Monday, June 4, 2012

Optimism over global recovery evaporates, emerging economies bright spot - BIS

A brief spurt of optimism over the global economic recovery has now evaporated and volatility has returned to financial markets as investors question the prospects for economic growth, the Bank for International Settlements said.

    “Investors are having doubts about everything: About growth, about the financial health of sovereigns and about political stability,” said Stephen Cecchetti, economic adviser to the Swiss-based BIS, known as the central bankers’ bank.

    “News on economic growth has been disappointing not only in the euro area, but also in the United States and in emerging market economies,” he told reporters in a telephone briefing as the BIS released its latest quarterly review.

    Stock markets tumbled on Friday as data showed that the pace of U.S. employment growth weakened, output from China’s factories slowed and Europe’s manufacturing sector continued to contract.

    But emerging economies, the engines of global growth in recent years, could provide a beacon of hope for some of Europe’s beleaguered countries, such as Greece and Spain.

    “There is good news here, emerging market economies used to have problems similar to those of the euro area periphery today; that is they had a lack of credibility that often forced them to tighten policies during downswings, thus putting further pressure on output, Cecchetti said.

    Over the last decade many emerging economies have been able to carry out more mature fiscal and monetary policies that helped cushion downturns, similar to the more advanced economies, helping stabilize the global economy, the BIS said.

    In it’s review -- which shows that cross-border lending fell in the final 2011 quarter as euro area banks continued to retrench -- BIS also looked at the countercyclical policies of emerging markets, the changing role of the offshore Chinese renminbi market and the threats from the growth of central bank balance sheets in emerging Asian economies.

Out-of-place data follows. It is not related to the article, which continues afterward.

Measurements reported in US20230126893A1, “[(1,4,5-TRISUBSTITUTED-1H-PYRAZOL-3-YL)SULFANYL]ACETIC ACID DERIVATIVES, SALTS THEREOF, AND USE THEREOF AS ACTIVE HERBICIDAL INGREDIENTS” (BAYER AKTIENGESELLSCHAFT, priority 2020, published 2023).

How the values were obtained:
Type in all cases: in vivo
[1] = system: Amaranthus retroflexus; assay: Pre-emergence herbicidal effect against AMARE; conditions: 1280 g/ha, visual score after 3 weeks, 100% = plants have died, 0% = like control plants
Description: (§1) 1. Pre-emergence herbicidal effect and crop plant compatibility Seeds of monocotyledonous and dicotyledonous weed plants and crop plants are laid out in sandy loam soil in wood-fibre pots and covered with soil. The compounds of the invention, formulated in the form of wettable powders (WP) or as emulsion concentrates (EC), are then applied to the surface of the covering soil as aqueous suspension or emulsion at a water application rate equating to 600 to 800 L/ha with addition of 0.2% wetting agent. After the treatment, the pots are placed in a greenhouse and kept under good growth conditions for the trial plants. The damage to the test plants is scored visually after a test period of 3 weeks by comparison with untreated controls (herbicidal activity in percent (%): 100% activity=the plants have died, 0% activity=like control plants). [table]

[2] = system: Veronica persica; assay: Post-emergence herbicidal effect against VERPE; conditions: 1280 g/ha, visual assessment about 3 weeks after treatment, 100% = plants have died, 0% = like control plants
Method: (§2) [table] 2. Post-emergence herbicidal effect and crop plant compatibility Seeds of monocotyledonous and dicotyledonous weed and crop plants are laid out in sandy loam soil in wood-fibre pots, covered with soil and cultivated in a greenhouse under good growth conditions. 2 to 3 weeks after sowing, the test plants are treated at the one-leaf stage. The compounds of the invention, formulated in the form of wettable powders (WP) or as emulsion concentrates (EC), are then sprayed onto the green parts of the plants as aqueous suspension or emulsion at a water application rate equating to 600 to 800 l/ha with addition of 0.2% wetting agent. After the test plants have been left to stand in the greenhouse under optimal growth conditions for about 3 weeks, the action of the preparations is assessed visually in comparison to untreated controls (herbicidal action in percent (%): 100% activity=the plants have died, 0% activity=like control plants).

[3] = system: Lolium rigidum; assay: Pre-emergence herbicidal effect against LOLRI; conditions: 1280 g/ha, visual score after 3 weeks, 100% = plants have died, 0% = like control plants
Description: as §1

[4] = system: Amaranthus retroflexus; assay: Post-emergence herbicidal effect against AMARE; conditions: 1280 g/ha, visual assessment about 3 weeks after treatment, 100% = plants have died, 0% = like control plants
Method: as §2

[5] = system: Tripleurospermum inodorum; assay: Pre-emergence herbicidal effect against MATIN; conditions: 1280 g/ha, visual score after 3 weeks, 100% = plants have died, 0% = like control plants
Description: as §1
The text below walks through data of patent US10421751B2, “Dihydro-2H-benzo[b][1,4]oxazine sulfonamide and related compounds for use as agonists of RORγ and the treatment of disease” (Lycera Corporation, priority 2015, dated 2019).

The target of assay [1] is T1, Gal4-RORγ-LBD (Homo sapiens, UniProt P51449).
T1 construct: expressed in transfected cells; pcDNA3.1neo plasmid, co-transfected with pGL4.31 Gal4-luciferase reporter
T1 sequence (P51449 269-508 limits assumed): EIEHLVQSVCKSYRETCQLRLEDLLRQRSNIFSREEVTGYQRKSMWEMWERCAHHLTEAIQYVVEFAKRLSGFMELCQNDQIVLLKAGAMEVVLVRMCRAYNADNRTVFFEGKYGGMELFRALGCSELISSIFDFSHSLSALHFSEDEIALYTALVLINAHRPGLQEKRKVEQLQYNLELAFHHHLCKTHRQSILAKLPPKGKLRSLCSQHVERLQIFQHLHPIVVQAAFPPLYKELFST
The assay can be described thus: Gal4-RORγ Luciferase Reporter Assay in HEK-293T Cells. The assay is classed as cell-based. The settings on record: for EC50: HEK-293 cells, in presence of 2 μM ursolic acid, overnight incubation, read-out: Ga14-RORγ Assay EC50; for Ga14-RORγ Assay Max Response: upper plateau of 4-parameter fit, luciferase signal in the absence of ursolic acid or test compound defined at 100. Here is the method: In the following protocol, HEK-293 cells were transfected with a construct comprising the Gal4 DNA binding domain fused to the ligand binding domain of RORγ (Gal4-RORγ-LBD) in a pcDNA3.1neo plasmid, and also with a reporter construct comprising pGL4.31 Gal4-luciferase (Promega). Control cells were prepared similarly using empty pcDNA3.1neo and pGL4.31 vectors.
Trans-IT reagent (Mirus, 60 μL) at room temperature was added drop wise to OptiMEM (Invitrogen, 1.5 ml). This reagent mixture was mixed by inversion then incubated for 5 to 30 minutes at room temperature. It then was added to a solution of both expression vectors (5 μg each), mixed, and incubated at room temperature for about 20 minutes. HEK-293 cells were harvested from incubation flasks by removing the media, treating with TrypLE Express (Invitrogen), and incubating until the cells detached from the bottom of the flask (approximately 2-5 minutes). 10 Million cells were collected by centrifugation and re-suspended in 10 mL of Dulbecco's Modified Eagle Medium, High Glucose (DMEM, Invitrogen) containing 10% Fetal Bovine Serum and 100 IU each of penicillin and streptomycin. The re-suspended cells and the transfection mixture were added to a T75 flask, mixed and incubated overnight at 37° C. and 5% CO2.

Cross-border lending by major international banks recorded its largest decline in the fourth quarter of 2011 since the final quarter of 2008, following the collapse of Lehman Brothers, BIS said.

    The decrease of $799 billion, or 2.5 percent, was driven mainly by a $637 billion fall in interbank lending as international banks cut back in their lending to euro area banks.

    But even though market conditions remain difficult for a number of banks from Southern Europe, it is a far cry from 2008 when major banking relationships collapsed and central banks scrambled to prevent markets from freezing up.

    Following the European Central Bank’s long-term financing operations in December, which restored confidence and helped avert a bank funding crises, Europe’s banks returned to the markets.

    In the first quarter of 2012, global gross issuance of international debt securities rose 40 percent to $2.5 trillion, the strongest since the second quarter of 2008, with European borrowers the most active.

     The BIS review covers the three months from March through May, a period that started out on an optimistic note following the ECB’s move and positive U.S. economic news.

    But optimism in financial markets began to evaporate in the second half of March as it became clear that monetary policy alone would not solve the euro area’s debt problems. The first signs of weaker economic data from the US and China also cast doubts over the strength of the global economic recovery, prompting investors to reconsider the strength of growth in emerging markets.

    With government debt continuing to expand in most advanced economies, BIS’ Cecchetti called on politicians to get to the root of the problems and tackle such thorny issues as unfunded social insurance schemes and healthcare.

    “The challenges that we are facing are structural and require structural solutions. Short-term fixes will not work unless authorities address the underlying problems and the various problems are intertwined. For example, the solvency of banks and sovereigns are closely linked, so they need to be addressed simultaneously,” he said.


Post a Comment